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A hospital in Zaire’s capital is setting up a quarantine unit amidst fears that the deadly Ebola virus could break out in Kinshasa.

The death toll has risen to 77 in the central African country.

Health officials have tracked down two possible carriers of the disease who had fled Kikwit for the capital and they may be the first patients for the new quarantine facility.

Zaire’s capital Kinshasa has a new quarantine ward.

The Ngaliema hospital has cleared out a ward in preparation for the deadly disease spreading to the capital.

The hospital is short of supplies to cope with the disease and even surgical gloves are being reused.

77 people have died from the Ebola virus.

But that number is expected to rise as many people exposed to Ebola have yet to develop its deadly symptoms.

This place would be the place for the quarantine because the Ebola virus is very dangerous and we want to be sure that people have not the virus. We have to put the suspect person here in the quarantine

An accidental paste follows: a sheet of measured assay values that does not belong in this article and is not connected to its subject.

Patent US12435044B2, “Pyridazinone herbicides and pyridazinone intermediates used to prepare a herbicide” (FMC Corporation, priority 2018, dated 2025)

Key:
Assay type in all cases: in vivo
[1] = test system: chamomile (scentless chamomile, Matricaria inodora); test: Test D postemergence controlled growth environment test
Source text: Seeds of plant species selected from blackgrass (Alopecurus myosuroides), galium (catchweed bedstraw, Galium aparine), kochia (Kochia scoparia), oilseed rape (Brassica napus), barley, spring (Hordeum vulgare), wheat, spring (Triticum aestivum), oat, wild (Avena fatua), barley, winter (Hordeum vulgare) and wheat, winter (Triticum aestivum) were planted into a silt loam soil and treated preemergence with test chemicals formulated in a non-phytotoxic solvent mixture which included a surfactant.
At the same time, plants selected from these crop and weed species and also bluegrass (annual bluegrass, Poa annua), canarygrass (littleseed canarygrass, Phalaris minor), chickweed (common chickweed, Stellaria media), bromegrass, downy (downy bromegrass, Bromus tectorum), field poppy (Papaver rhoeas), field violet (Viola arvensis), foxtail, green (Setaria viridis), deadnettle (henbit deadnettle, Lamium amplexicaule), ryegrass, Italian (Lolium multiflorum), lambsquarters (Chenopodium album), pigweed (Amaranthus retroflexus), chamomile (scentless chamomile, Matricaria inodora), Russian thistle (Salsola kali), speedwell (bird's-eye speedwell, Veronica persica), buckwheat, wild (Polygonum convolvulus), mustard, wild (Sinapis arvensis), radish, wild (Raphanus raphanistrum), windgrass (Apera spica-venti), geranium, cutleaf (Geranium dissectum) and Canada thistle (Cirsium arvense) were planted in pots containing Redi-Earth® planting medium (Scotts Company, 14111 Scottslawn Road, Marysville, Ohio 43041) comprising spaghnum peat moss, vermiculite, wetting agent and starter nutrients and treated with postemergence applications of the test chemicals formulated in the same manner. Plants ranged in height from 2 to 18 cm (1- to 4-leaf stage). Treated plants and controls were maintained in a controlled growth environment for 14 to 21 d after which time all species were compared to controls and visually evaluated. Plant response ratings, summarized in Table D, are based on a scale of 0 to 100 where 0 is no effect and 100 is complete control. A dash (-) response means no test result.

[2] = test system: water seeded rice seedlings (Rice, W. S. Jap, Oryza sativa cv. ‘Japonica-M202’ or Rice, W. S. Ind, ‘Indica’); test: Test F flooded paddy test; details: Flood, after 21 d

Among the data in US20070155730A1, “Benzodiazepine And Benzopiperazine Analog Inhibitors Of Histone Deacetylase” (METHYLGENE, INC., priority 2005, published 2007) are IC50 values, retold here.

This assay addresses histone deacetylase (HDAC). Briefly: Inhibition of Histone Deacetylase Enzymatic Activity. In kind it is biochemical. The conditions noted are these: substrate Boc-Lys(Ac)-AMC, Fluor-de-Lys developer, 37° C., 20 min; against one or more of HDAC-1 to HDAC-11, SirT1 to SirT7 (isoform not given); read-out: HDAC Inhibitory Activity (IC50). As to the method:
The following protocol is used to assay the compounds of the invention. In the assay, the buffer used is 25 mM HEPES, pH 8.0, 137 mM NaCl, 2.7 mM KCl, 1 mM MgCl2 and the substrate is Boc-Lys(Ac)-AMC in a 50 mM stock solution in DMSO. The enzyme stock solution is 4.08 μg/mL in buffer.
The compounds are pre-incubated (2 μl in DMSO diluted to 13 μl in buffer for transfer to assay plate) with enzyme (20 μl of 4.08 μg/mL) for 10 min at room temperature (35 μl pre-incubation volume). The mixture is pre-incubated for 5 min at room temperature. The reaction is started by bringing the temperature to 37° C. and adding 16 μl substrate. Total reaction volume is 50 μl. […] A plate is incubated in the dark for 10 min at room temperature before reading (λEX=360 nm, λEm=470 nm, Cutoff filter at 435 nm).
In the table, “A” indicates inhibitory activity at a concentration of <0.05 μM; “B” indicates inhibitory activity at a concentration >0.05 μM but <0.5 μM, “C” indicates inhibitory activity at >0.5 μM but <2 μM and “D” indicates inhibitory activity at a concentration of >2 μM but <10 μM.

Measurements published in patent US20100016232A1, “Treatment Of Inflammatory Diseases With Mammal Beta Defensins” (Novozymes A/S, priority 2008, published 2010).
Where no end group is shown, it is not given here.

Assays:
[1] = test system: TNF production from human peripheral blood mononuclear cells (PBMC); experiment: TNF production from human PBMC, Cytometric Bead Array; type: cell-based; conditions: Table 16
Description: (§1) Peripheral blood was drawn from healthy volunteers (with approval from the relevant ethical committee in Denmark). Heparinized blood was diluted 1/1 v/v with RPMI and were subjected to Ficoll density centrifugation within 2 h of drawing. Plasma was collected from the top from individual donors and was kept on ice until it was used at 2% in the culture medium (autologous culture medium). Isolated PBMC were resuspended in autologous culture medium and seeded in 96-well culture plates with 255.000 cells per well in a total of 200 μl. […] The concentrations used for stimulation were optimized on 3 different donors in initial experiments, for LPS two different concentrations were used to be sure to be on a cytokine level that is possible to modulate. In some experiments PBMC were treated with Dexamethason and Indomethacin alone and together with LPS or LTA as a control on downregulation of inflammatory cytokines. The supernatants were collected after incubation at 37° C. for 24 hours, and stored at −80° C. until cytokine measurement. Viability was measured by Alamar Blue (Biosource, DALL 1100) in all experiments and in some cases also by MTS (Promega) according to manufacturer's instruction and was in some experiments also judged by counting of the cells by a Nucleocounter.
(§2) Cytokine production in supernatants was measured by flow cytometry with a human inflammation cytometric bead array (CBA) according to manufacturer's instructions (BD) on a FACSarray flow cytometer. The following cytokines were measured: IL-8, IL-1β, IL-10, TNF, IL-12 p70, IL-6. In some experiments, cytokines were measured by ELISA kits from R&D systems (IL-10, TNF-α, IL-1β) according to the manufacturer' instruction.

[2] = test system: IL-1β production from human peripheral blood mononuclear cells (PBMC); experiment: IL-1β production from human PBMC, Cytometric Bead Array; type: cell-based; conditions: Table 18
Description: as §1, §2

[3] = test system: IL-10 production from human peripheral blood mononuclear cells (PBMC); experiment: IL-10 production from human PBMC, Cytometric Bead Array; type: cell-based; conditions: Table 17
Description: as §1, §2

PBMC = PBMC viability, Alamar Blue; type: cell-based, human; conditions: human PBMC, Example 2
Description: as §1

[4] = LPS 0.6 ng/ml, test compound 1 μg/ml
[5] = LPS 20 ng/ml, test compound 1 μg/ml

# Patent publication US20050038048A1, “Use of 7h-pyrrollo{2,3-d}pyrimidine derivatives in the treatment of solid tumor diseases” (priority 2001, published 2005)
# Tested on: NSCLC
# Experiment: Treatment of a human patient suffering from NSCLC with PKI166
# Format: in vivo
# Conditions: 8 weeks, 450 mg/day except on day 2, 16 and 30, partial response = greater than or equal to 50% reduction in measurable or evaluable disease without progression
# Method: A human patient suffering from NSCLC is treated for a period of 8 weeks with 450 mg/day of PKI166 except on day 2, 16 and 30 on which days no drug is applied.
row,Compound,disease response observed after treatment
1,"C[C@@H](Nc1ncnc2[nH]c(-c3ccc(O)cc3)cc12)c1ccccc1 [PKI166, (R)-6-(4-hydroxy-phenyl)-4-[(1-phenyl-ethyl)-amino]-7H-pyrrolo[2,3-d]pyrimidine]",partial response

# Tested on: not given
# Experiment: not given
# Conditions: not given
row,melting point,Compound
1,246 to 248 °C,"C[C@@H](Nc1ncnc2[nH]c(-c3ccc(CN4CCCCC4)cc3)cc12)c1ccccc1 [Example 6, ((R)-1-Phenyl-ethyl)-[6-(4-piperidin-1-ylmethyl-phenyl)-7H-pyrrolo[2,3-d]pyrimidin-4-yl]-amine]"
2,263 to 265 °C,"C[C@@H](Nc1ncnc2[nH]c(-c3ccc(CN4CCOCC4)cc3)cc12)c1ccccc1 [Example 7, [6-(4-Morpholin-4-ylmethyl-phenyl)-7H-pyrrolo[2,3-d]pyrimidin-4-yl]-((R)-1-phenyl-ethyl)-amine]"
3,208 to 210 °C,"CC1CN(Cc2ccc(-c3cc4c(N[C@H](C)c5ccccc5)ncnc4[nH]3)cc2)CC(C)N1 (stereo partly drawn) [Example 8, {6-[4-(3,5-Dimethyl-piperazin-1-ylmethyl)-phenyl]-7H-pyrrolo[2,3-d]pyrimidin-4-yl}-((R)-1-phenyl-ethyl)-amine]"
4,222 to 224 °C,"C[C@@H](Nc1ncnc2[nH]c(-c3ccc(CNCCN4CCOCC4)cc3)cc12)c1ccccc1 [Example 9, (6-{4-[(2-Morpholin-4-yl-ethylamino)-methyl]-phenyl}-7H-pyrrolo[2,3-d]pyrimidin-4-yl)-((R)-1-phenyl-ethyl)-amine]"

SUPER CAPTION: Dr. Maseb a Mwang Sulu , Director Ngaliema Hospital

Hospital workers are shown how to use this sterilising unit and the ward has been completely cleared in preparation for its first patients.

There are facilities for 15 to 20 people.

It’s not the first time that the hospital has treated Ebola victims – in the outbreak of 1976 three people died here.

But the nurses are very reluctant to treat any infectious patients.

Q: “If there is someone who has Ebola- would you like to take care of them?”
A: “No”

Q: “And would you like to take care of Ebola victim?”
A: “No”

Officials at the World Health Organisation’s headquarters in Kinshasa are monitoring outbreaks of the disease and have confirmed 17 new cases.

They have tracked down two possible carriers who fled Kikwit for the capital and they may be the first patients in the new quarantine ward.

There are two cases or two persons necessarily not cases because they are suspected only. There is a nurse that run away from the hospital in Kikwit and a second one who is a captain of a boat. But we hope that in a few days to tell if they are developing really the disease or not.
SUPER CAPTION: Dr. Abdou Moudi, WHO official

Kinshasa has 6 (m) million people and if the virus did arrive it would be difficult to contain.

But some measures have already been taken- all travel agencies have been closed down.

People who would have normally journeyed into the city are now communicating via radio telephone desperately trying to find information about their relatives.

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